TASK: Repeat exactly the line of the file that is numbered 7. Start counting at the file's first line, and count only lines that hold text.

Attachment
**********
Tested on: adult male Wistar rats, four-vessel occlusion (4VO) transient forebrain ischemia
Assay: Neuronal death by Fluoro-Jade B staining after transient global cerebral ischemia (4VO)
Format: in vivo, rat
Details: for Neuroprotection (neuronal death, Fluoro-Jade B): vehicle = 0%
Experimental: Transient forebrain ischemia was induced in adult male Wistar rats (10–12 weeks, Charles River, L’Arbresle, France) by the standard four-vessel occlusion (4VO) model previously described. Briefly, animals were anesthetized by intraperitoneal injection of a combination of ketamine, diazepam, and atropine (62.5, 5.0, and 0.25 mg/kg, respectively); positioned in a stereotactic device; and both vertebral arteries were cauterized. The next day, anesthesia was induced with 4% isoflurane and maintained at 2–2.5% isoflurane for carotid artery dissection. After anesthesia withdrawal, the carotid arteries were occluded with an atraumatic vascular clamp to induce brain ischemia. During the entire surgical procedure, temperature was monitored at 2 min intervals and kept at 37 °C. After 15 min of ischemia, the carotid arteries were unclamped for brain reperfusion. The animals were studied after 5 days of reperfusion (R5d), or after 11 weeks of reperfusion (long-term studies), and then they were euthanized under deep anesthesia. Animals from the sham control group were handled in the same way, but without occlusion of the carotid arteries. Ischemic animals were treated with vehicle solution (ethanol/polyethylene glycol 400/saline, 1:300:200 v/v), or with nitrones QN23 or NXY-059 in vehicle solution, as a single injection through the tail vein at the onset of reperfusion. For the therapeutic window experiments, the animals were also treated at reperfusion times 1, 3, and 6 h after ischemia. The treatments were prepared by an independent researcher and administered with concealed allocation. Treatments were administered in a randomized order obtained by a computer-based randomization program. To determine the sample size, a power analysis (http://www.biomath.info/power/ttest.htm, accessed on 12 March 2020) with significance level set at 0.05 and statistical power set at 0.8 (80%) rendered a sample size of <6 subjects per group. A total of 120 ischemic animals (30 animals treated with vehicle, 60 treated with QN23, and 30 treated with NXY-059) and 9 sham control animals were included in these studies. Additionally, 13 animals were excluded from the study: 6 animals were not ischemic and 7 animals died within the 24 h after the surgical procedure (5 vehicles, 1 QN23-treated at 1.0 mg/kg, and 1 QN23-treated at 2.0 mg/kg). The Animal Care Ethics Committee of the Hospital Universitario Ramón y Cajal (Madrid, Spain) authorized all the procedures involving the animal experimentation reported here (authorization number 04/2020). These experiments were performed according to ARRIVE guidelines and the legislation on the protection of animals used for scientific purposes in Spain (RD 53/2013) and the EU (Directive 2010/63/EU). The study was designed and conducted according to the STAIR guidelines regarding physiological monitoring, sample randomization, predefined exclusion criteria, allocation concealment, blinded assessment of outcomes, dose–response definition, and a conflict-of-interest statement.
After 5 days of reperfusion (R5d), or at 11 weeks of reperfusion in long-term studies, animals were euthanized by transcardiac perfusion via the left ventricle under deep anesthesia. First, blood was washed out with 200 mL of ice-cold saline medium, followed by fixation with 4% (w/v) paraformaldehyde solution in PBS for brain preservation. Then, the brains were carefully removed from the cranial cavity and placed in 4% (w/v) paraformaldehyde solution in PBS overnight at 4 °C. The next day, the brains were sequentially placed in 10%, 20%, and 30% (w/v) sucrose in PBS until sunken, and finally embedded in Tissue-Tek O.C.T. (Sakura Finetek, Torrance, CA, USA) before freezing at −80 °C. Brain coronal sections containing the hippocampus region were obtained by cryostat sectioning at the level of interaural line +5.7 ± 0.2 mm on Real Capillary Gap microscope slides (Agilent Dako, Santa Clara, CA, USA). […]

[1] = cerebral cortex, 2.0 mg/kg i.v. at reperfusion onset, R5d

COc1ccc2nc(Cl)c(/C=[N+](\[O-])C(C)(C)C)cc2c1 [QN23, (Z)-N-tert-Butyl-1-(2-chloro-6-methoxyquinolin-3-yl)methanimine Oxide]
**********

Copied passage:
[1] = cerebral cortex, 2.0 mg/kg i.v. at reperfusion onset, R5d